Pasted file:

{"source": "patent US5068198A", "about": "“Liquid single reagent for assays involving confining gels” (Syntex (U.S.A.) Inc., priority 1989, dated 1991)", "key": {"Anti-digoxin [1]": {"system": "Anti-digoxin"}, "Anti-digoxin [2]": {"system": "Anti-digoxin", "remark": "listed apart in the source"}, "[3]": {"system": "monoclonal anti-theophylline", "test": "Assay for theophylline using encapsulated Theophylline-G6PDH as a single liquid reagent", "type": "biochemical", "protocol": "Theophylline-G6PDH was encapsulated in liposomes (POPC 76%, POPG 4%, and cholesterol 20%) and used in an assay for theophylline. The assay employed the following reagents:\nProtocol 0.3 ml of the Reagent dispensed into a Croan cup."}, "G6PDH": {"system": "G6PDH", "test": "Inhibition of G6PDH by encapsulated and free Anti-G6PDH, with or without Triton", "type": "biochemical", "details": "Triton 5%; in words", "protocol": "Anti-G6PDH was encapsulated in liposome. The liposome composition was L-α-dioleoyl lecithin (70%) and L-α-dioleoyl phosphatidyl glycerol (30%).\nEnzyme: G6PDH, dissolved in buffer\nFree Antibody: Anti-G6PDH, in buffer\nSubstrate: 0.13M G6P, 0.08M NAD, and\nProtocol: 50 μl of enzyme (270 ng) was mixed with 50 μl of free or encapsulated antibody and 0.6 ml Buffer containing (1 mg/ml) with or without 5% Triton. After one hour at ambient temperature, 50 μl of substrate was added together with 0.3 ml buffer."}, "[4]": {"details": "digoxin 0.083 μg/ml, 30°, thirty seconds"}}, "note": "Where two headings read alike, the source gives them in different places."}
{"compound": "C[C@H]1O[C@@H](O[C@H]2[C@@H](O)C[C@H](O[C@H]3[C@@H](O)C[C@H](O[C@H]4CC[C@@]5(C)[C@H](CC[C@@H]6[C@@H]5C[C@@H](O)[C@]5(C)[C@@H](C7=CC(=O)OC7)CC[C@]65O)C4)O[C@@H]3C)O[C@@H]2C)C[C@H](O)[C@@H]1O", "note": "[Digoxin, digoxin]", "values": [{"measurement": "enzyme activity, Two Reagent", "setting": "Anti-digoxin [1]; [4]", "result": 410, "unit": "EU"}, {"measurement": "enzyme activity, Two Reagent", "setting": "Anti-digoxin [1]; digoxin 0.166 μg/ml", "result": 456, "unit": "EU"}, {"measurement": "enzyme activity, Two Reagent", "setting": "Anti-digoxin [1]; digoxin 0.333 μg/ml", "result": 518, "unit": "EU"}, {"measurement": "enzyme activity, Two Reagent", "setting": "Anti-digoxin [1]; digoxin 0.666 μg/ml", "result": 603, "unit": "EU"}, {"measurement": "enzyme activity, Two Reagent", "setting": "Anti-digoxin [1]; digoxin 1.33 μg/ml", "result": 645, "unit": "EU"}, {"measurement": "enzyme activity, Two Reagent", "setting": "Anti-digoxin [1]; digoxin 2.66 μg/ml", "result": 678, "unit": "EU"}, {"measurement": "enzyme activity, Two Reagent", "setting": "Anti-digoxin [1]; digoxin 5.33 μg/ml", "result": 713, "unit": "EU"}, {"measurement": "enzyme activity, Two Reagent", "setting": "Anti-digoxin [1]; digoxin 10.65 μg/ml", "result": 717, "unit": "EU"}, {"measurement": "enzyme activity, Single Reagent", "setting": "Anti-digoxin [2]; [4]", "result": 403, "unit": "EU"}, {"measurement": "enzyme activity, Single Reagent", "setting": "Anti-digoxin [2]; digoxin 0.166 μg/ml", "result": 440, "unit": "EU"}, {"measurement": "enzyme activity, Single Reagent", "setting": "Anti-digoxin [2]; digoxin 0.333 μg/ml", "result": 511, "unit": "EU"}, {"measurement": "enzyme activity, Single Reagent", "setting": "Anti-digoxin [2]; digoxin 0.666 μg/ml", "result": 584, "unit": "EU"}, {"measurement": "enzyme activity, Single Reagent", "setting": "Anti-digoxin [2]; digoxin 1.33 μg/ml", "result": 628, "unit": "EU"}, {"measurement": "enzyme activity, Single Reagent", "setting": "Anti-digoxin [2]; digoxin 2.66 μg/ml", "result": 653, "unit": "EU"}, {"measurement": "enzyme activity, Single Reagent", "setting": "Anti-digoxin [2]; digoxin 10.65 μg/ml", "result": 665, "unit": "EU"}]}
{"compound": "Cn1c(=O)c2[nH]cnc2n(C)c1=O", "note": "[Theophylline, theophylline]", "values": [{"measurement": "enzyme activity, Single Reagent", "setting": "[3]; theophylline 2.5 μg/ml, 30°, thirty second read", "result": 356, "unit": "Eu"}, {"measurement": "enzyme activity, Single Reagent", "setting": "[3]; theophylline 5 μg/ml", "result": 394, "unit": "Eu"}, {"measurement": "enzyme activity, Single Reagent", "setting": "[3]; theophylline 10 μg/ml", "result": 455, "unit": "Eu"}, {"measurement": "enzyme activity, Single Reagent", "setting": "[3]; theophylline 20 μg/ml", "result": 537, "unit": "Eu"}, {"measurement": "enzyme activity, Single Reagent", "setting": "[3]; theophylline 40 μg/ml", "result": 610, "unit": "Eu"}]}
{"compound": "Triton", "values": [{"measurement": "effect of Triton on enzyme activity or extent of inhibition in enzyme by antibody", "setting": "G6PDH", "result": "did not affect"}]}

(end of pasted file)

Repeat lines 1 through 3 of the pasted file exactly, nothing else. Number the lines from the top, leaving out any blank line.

{"source": "patent US5068198A", "about": "“Liquid single reagent for assays involving confining gels” (Syntex (U.S.A.) Inc., priority 1989, dated 1991)", "key": {"Anti-digoxin [1]": {"system": "Anti-digoxin"}, "Anti-digoxin [2]": {"system": "Anti-digoxin", "remark": "listed apart in the source"}, "[3]": {"system": "monoclonal anti-theophylline", "test": "Assay for theophylline using encapsulated Theophylline-G6PDH as a single liquid reagent", "type": "biochemical", "protocol": "Theophylline-G6PDH was encapsulated in liposomes (POPC 76%, POPG 4%, and cholesterol 20%) and used in an assay for theophylline. The assay employed the following reagents:\nProtocol 0.3 ml of the Reagent dispensed into a Croan cup."}, "G6PDH": {"system": "G6PDH", "test": "Inhibition of G6PDH by encapsulated and free Anti-G6PDH, with or without Triton", "type": "biochemical", "details": "Triton 5%; in words", "protocol": "Anti-G6PDH was encapsulated in liposome. The liposome composition was L-α-dioleoyl lecithin (70%) and L-α-dioleoyl phosphatidyl glycerol (30%).\nEnzyme: G6PDH, dissolved in buffer\nFree Antibody: Anti-G6PDH, in buffer\nSubstrate: 0.13M G6P, 0.08M NAD, and\nProtocol: 50 μl of enzyme (270 ng) was mixed with 50 μl of free or encapsulated antibody and 0.6 ml Buffer containing (1 mg/ml) with or without 5% Triton. After one hour at ambient temperature, 50 μl of substrate was added together with 0.3 ml buffer."}, "[4]": {"details": "digoxin 0.083 μg/ml, 30°, thirty seconds"}}, "note": "Where two headings read alike, the source gives them in different places."}
{"compound": "C[C@H]1O[C@@H](O[C@H]2[C@@H](O)C[C@H](O[C@H]3[C@@H](O)C[C@H](O[C@H]4CC[C@@]5(C)[C@H](CC[C@@H]6[C@@H]5C[C@@H](O)[C@]5(C)[C@@H](C7=CC(=O)OC7)CC[C@]65O)C4)O[C@@H]3C)O[C@@H]2C)C[C@H](O)[C@@H]1O", "note": "[Digoxin, digoxin]", "values": [{"measurement": "enzyme activity, Two Reagent", "setting": "Anti-digoxin [1]; [4]", "result": 410, "unit": "EU"}, {"measurement": "enzyme activity, Two Reagent", "setting": "Anti-digoxin [1]; digoxin 0.166 μg/ml", "result": 456, "unit": "EU"}, {"measurement": "enzyme activity, Two Reagent", "setting": "Anti-digoxin [1]; digoxin 0.333 μg/ml", "result": 518, "unit": "EU"}, {"measurement": "enzyme activity, Two Reagent", "setting": "Anti-digoxin [1]; digoxin 0.666 μg/ml", "result": 603, "unit": "EU"}, {"measurement": "enzyme activity, Two Reagent", "setting": "Anti-digoxin [1]; digoxin 1.33 μg/ml", "result": 645, "unit": "EU"}, {"measurement": "enzyme activity, Two Reagent", "setting": "Anti-digoxin [1]; digoxin 2.66 μg/ml", "result": 678, "unit": "EU"}, {"measurement": "enzyme activity, Two Reagent", "setting": "Anti-digoxin [1]; digoxin 5.33 μg/ml", "result": 713, "unit": "EU"}, {"measurement": "enzyme activity, Two Reagent", "setting": "Anti-digoxin [1]; digoxin 10.65 μg/ml", "result": 717, "unit": "EU"}, {"measurement": "enzyme activity, Single Reagent", "setting": "Anti-digoxin [2]; [4]", "result": 403, "unit": "EU"}, {"measurement": "enzyme activity, Single Reagent", "setting": "Anti-digoxin [2]; digoxin 0.166 μg/ml", "result": 440, "unit": "EU"}, {"measurement": "enzyme activity, Single Reagent", "setting": "Anti-digoxin [2]; digoxin 0.333 μg/ml", "result": 511, "unit": "EU"}, {"measurement": "enzyme activity, Single Reagent", "setting": "Anti-digoxin [2]; digoxin 0.666 μg/ml", "result": 584, "unit": "EU"}, {"measurement": "enzyme activity, Single Reagent", "setting": "Anti-digoxin [2]; digoxin 1.33 μg/ml", "result": 628, "unit": "EU"}, {"measurement": "enzyme activity, Single Reagent", "setting": "Anti-digoxin [2]; digoxin 2.66 μg/ml", "result": 653, "unit": "EU"}, {"measurement": "enzyme activity, Single Reagent", "setting": "Anti-digoxin [2]; digoxin 10.65 μg/ml", "result": 665, "unit": "EU"}]}
{"compound": "Cn1c(=O)c2[nH]cnc2n(C)c1=O", "note": "[Theophylline, theophylline]", "values": [{"measurement": "enzyme activity, Single Reagent", "setting": "[3]; theophylline 2.5 μg/ml, 30°, thirty second read", "result": 356, "unit": "Eu"}, {"measurement": "enzyme activity, Single Reagent", "setting": "[3]; theophylline 5 μg/ml", "result": 394, "unit": "Eu"}, {"measurement": "enzyme activity, Single Reagent", "setting": "[3]; theophylline 10 μg/ml", "result": 455, "unit": "Eu"}, {"measurement": "enzyme activity, Single Reagent", "setting": "[3]; theophylline 20 μg/ml", "result": 537, "unit": "Eu"}, {"measurement": "enzyme activity, Single Reagent", "setting": "[3]; theophylline 40 μg/ml", "result": 610, "unit": "Eu"}]}